What will Covid-19 mean for Diversity & Inclusion?

A recent virtual roundtable explored the impact of Covid-19 on Diversity and Inclusion.



Will Diversity and Inclusion be boosted by the Black Lives Matter protests or will the economic disaster of Covid-19 see it falling off employers’ agenda as the labour market becomes more competitive for jobseekers?

A virtual roundtable held by workingwise.co.uk’s sister site, workingmums.co.uk, was held in July with diversity and recruitment experts from 12 organisations to discuss these questions.

Employers were asked about their own experiences since the lockdown. One employer spoke of the progress that had been made on diversity just before lockdown, but said the pandemic had turned the labour market on its head, meaning those who lost their jobs were no longer in a candidates’ market and would find it more difficult to gain employment. The longer they were out of work the more they risked losing skills. There was therefore a big need for upskilling programmes, he said, with another employer calling for apprenticeships to be open to everyone and for the apprenticeship levy to be more flexible so the scheme can apply to a broader range of people.  Despite the changes brought by Covid-19, some employers added that skills shortages would persist in certain areas.

Other employers said they were increasing their work on D & I in the wake of the Black Lives Matter [BLM] protests. One said it had prioritised D & I during the pandemic and that there was a momentum building around it both in the UK and around the world.  She said many businesses were waking up to the fact that they had not been doing enough on D & I, except on women and LGBT issues. The need for intersectionality was clear, she said.

Several employers talked about renewing their focus on D & I and reviewing their processes, for instance, anonymising recruitment and removing educational background. Employee expectations about action were shifting massively and things that were acceptable in the past were no longer acceptable. Senior managers were appreciating that D & I affects work as a whole and were aware that Covid-19 had had a different impact on different groups.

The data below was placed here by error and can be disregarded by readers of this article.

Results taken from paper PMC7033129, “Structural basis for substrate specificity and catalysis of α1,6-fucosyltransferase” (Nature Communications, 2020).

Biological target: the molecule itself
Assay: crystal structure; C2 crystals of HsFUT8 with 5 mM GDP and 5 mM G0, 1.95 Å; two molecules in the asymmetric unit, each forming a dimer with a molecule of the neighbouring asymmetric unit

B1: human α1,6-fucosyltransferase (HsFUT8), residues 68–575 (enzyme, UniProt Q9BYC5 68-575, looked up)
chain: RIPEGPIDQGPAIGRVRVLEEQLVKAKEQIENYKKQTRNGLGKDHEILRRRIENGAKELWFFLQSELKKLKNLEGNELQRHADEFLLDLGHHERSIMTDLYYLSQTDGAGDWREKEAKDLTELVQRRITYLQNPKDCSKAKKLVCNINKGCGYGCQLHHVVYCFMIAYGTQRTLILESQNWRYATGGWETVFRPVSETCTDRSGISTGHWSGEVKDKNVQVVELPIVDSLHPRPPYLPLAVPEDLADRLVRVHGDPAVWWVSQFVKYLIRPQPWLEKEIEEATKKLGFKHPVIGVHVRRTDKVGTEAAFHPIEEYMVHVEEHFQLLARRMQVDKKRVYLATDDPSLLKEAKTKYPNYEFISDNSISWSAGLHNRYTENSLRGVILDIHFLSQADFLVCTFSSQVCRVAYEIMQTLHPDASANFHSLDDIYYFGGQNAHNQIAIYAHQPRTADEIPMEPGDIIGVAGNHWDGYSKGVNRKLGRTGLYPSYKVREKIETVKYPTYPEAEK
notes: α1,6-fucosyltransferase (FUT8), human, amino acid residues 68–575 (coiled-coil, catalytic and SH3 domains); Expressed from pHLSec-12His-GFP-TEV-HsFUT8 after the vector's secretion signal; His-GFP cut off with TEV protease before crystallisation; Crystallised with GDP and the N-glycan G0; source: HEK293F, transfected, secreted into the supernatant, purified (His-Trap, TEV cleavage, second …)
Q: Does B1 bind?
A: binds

Listening and changing the culture

Several employers said organisations were now taking the time to listen to employees’ experiences of racism. The pandemic had also woken employers up to the need to communicate better and be more inclusive generally through using a variety of channels to get messages out and to listen to people, they said. Zoom meetings on racism had brought the issues home to senior leaders very immediately with employees able to comment in the chat column during sessions. One employer had created hundreds of D & I champions to work locally to increase diversity through outreach work and recruitment days and a competition for children on women in engineering.

Communication was really key for inclusion. Several employers had held education sessions following BLM. One employer had followed up with anonymous in-depth focus groups facilitated by an external consultant. Another global company with US outlets heard directly about the impact of BLM in the US. This had had a big impact and had led to moves to create UK platforms for sharing experiences about racism. Employers spoke of how they had discovered video as a tool for making remote workers feel more included and wanted to continue this in the future.

The roundtable covered everything from the need for structural reform, for instance, through the creation of D & I councils and inclusion managers to drive change, to how to address bias and embedding agile working. Employers also spoke about how data could move the D & I agenda forwards. One employer who worked in the construction sector said that her business was very fact based so the best way to approach diversity and inclusion issues was to make the intangible tangible using data showing how certain groups were better represented in applications and at certain levels than others. Showing people these visible patterns tells a story and helps to get buy-in for initiatives to address bias and training, she said.

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